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We must do more than just use vote as a gesture

'If we want to do something positive with our votes, we have to see past the politics of protest, anger and blame, and to vote for the agenda-setters'

WITHIN a number of weeks, we will collectively choose the members of a new Dail who, in turn, will give us a new government. I use the term "new government" because it is abundantly clear that whatever happens in the election, neither the outgoing Government nor any of its constituent parts -- Fianna Fail, the Greens or the Independents --will form part of an incoming government.

There is a mood for change. For some, "change" is an end in itself. Disgust and disillusionment give rise to an absolute insistence on change.

But it is hugely important that we use our votes to decide not merely for change but on the direction of that change. There will be a new Dail with a five-year term. What are our ambitions for Ireland during those five years?

How are we to use our votes to set the agenda? Exactly what change will we mandate on our ballot papers? The real choices of consequence for us -- and for our children -- have to do with our economic recovery. Can it happen? How can it happen? How will it happen?

Put another way, we simply have to distinguish between the political and economic "fundamentals" and the politics of gesture.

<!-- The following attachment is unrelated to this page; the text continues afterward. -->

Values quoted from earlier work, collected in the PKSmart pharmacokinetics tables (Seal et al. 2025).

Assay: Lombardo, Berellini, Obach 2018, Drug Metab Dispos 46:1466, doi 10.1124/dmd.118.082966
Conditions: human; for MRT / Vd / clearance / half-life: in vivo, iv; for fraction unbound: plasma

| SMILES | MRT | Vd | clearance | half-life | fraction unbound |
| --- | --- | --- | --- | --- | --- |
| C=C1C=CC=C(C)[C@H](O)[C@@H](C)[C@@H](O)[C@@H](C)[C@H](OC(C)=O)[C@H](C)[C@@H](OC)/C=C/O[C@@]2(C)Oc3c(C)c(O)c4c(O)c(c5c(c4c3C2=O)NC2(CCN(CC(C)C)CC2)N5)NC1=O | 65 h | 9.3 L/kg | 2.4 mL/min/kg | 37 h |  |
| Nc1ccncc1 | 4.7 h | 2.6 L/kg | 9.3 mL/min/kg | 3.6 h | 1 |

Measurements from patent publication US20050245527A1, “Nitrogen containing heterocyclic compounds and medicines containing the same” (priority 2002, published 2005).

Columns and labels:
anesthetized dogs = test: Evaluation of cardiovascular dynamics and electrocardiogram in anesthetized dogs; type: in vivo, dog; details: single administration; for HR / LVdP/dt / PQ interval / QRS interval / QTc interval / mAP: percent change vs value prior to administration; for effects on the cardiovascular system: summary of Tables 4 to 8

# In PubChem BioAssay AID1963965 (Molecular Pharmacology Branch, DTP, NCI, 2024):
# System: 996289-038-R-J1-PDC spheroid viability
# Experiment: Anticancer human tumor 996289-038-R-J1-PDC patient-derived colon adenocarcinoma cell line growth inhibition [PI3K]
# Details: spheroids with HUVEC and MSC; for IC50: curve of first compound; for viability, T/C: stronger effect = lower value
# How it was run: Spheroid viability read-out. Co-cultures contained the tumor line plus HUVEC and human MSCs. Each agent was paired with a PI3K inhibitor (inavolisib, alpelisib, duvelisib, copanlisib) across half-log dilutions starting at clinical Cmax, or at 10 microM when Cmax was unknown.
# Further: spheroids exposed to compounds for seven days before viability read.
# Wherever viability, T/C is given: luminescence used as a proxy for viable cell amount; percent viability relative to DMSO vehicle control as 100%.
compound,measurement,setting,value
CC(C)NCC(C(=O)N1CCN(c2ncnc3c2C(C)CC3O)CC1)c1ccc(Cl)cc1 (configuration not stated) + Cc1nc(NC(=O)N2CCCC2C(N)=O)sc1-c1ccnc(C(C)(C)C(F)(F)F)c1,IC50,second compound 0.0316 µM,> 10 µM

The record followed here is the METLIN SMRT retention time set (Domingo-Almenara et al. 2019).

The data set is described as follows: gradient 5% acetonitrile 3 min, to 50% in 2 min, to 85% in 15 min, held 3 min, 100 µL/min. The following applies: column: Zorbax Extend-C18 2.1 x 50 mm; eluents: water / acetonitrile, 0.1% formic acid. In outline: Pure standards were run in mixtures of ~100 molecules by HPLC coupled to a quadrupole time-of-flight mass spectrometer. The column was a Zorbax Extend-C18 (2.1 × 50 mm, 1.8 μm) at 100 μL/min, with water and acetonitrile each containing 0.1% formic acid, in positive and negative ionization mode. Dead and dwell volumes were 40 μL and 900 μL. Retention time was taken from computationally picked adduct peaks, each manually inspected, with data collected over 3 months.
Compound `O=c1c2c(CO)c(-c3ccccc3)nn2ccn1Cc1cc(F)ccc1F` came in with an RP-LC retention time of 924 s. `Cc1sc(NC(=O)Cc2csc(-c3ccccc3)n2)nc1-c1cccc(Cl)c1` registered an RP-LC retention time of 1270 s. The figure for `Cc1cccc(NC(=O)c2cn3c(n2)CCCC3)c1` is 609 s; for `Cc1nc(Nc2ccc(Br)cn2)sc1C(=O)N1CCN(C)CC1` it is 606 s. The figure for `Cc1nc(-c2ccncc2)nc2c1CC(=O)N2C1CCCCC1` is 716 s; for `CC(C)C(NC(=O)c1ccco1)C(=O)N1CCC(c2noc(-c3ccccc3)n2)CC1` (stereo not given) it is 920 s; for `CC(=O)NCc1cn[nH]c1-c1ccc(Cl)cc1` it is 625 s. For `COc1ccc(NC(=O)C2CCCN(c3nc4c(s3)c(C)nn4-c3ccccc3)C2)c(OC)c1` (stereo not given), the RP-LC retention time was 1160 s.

It really doesn't matter if we have 166 TDs or 140 TDs. The new Dail will be exactly the same size as the last one. Nor does our economic future depend on whether we have a second reviewing chamber called the Seanad. Again, we will have a new Seanad elected on the old system for the next five years. Constitutional parliamentary reform, even if agreed now, will only kick in in five years' time.

We are in big trouble now. The key decisions will be made by the electorate in a few weeks and will decide how Ireland spends the five years up to 2016 addressing and overcoming our economic challenges.

We are often told that we live in a society of two economies. But in truth we live in a society with three economies -- the multinational exporting sector, the indigenous private sector and the public sector.